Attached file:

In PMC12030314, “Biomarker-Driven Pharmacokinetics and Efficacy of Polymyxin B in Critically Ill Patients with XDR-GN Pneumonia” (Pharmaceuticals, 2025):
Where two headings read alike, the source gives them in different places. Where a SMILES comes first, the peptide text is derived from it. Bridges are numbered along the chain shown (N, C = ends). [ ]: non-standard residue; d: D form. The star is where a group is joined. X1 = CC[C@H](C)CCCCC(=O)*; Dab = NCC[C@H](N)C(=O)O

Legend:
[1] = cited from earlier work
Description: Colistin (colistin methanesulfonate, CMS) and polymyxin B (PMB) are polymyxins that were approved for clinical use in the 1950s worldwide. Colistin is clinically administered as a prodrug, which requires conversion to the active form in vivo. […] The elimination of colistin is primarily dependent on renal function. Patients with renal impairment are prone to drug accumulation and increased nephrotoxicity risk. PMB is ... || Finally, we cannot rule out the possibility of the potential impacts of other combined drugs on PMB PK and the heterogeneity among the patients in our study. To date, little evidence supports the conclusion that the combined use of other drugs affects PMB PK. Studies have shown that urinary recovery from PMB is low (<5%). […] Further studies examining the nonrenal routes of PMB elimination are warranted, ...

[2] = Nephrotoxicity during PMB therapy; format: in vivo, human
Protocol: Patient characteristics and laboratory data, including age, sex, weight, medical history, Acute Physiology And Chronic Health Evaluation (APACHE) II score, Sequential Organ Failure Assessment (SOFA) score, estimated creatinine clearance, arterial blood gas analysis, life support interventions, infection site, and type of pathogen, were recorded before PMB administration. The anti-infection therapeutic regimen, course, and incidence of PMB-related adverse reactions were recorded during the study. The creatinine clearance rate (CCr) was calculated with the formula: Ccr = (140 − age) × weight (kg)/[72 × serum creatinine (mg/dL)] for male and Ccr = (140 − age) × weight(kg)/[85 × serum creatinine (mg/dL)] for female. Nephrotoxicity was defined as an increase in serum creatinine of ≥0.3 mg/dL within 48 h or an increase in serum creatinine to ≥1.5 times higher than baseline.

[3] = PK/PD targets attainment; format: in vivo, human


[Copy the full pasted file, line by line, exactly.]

In PMC12030314, “Biomarker-Driven Pharmacokinetics and Efficacy of Polymyxin B in Critically Ill Patients with XDR-GN Pneumonia” (Pharmaceuticals, 2025):
Where two headings read alike, the source gives them in different places. Where a SMILES comes first, the peptide text is derived from it. Bridges are numbered along the chain shown (N, C = ends). [ ]: non-standard residue; d: D form. The star is where a group is joined. X1 = CC[C@H](C)CCCCC(=O)*; Dab = NCC[C@H](N)C(=O)O

Legend:
[1] = cited from earlier work
Description: Colistin (colistin methanesulfonate, CMS) and polymyxin B (PMB) are polymyxins that were approved for clinical use in the 1950s worldwide. Colistin is clinically administered as a prodrug, which requires conversion to the active form in vivo. […] The elimination of colistin is primarily dependent on renal function. Patients with renal impairment are prone to drug accumulation and increased nephrotoxicity risk. PMB is ... || Finally, we cannot rule out the possibility of the potential impacts of other combined drugs on PMB PK and the heterogeneity among the patients in our study. To date, little evidence supports the conclusion that the combined use of other drugs affects PMB PK. Studies have shown that urinary recovery from PMB is low (<5%). […] Further studies examining the nonrenal routes of PMB elimination are warranted, ...

[2] = Nephrotoxicity during PMB therapy; format: in vivo, human
Protocol: Patient characteristics and laboratory data, including age, sex, weight, medical history, Acute Physiology And Chronic Health Evaluation (APACHE) II score, Sequential Organ Failure Assessment (SOFA) score, estimated creatinine clearance, arterial blood gas analysis, life support interventions, infection site, and type of pathogen, were recorded before PMB administration. The anti-infection therapeutic regimen, course, and incidence of PMB-related adverse reactions were recorded during the study. The creatinine clearance rate (CCr) was calculated with the formula: Ccr = (140 − age) × weight (kg)/[72 × serum creatinine (mg/dL)] for male and Ccr = (140 − age) × weight(kg)/[85 × serum creatinine (mg/dL)] for female. Nephrotoxicity was defined as an increase in serum creatinine of ≥0.3 mg/dL within 48 h or an increase in serum creatinine to ≥1.5 times higher than baseline.

[3] = PK/PD targets attainment; format: in vivo, human